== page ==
Vulnerable children, stigmatised smokers: The social construction of target audiences in media debates on policies regulating smoking in vehicles

Josh Bain, Heide Weishaar, Sean Semple, Sheila Duffy, Shona Hilton

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3 Citations (Scopus)
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Following restrictions on smoking in vehicles carrying children in several countries, legislation to safeguard minors from second-hand smoke exposure in vehicles is under-consideration or has been implemented across the United Kingdom. This article presents the first investigation into social constructions of children, smokers and smoking parents in newsprint media and coverage of debates about protecting children from exposure to second-hand smoke in vehicles. Using Scotland as an example, articles on children's exposure to second-hand smoke published between 1 January 2004 and 16 February 2014 in three Scottish newspapers were identified using Nexis UK. In all, 131 articles were thematically coded and analysed. Children were portrayed as vulnerable and requiring protection, with few articles highlighting children's ability to voice concerns about the dangers of smoking. Smokers and smoking parents were mainly portrayed in a factual manner, but also frequently as irresponsible and, in some cases, intentionally imposing harm. Individual smokers were blamed for their recklessness, with only a small number of articles mentioning the need to assist smokers in quitting. Supporters of legislation focused on corresponding discourse, whereas critics directed debates towards established arguments against policy, including individual freedom, privacy and problems of enforcement. Focusing on children's vulnerability to second-hand smoke might have increased support for legislation but risked a side effect of smokers being stigmatised. The media and supporters of public health policy are encouraged to consider appropriate approaches to raise awareness of the health harms of second-hand smoke to children while avoiding unintended stigmatisation of those in which they want to encourage behaviour change.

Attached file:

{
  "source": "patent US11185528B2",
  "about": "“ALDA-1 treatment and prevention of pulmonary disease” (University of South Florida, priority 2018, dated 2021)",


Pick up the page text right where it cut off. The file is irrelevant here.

Original languageEnglish
Pages (from-to)633-649
Number of pages17
JournalHealth (London, England : 1997)
Issue number6
Early online date24 Jul 2016
Publication statusPublished - 1 Nov 2017

Bibliographical note

S.H., S.S. and S.D. developed the study concept and gained funding for the work. S.H. developed the study design. J.B. and H.W. drafted the manuscript. J.B. and H.W. developed the coding frame and coded the articles. S.H., S.S. and S.D. critically revised the manuscript.

The author(s) disclosed receipt of the following financial support for the research, authorship, and/or publication of this article: This project was funded by Cancer Research UK (C47682/A16930) and the Scottish School of Public Health Research. Sheila Duffy is Chief Executive of ASH Scotland. Heide Weishaar and Shona Hilton are funded by the UK Medical Research Council as part of the Informing Healthly Public Policy programme (MC_UU12017-15) at the MRC/CSO Social and Public Health Sciences Unit, University of Glasgow. The authors declare no additional conflicting interest.


  • children
  • media analysis
  • second-hand smoke exposure
  • smoking in vehicles
  • stigmatisation


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